The Estes Industries Speed Freak is a starter set with a ready to fly rocket with an electronic digital speedometer capsule. Also included is a Porta Pad II launch pad, Electron Beam launch controller, 2 piece 1/8" launch rod, two motors (B6-4 and C6-5), ignitors, plugs, wadding, button cell battery for the capsule and instructions.
The only components for the rocket included the following:
Since this is a ready to fly (RTF) rocket, practically no assembly is required. Right out of the box, I noticed my rocket had a partially broken fin which I was easily able to repair using CA. All you do with the rocket body is tie a loop at the end of the shock cord and attach the parachute. For the capsule, you need a small Phillips head type screwdriver to unscrew both screws that hold the capsule body together. Once the capsule is apart, you carefully loosen the screw holding the battery hold down strap and insert the provided battery. You then tighten the screw, snap the capsule body back together, and carefully tighten the screws. Do not overtighten or you may strip the threads. Lastly, the foam nose cone is then slid back into place.
PROs: No construction required, battery included for capsule.
CONS: None noted.
Since the rocket is pre-finished with a chrome fin can and cool holographics, no other painting or finishing is required.
PROs: Pre-finished, looks great for an RTF. No additional finishing of any kind required.
Construction Rating: 5 out of 5
The reccommended motors for the Speed Freak is the B4-2, B6-2, B6-4, C6-3, and C6-5.
I first prepped the rocket for flight by inserting the included B6-4, attached the retention cap and inserted the ignitor. I then inserted about 5 sheets of wadding to protect the chute. I then loaded the rocket on the pad, hooked up the clips, and turned on the speedometer capsule. When the capsule is turned on, it displays 4...3...2...1...000. At this point, it is armed and ready for flight.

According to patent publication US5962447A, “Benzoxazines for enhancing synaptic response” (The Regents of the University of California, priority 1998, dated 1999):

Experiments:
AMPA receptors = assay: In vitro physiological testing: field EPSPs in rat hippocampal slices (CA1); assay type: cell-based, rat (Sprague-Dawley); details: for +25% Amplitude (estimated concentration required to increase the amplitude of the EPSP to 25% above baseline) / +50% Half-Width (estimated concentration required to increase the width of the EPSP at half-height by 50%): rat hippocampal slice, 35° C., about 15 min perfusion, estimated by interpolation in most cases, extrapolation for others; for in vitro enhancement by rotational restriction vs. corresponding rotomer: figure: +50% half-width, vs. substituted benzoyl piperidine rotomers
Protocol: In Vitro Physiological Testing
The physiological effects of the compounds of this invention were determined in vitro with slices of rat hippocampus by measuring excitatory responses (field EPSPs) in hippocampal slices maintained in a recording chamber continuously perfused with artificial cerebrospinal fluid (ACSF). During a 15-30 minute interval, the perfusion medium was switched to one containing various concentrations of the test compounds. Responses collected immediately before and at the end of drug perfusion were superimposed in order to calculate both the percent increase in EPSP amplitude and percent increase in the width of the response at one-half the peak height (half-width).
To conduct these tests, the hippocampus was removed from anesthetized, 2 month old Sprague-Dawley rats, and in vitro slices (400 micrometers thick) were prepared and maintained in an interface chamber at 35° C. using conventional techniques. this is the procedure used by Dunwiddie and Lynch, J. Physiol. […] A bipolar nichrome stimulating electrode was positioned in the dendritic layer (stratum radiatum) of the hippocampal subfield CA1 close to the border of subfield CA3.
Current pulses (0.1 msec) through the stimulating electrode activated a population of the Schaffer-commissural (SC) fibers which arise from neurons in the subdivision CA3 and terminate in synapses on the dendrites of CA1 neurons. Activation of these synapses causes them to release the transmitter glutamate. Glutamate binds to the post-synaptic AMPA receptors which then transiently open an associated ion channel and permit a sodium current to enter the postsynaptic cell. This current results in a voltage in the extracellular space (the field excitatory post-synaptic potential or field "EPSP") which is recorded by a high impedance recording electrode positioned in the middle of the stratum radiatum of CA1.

On the first flight with the B6-4, the rocket took off straight and climbed to maybe 250 feet or so, arched over and ejected the capsule and parachute. Upon recovery, the capsule indicated a speed of 61.0mph.
For the second flight, I used the other included motor, the C6-5. Like the first flight, the rocket took off straight and flew to maybe 550-600 feet or so, arched and deployed the capsule and parachute. Upon recovery, the capsule indicated 70.7mph. I find this rather hard to believe though as the rocket looked like it was going much faster than that during the boost.
PROs: Flies great.
CONs: Unit should not be expected to give totally accurate speeds.
For recovery, the rocket body uses a 12 inch parachute and the capsule recovers on a streamer. The instructions specifically advise you not to remove or change the length of it. It definately helps to have an additional tracker, especially on C motor flights: one to watch the capsule and another to watch the rocket.
Overall, the recovery components are aduquate and work well.
PROs: Recovers well on included recovery components.
Flight Rating: 4 out of 5
I really liked this kit. Although the speedometer capsule should not be expected to give totally accurate readings, it does give you somewhat of an idea on how fast the rocket flew. I was also very pleased that a battery was included for the capsule as these button cell type watch batteries are rather expensive. I was also very impressed with the appearance and flight performance of the rocket as well.
Main PROs: RTF, looks and flies great, and battery included.
Main CONs: None, unless you think the capsule should be totally accurate.
Overall Rating: 5 out of 5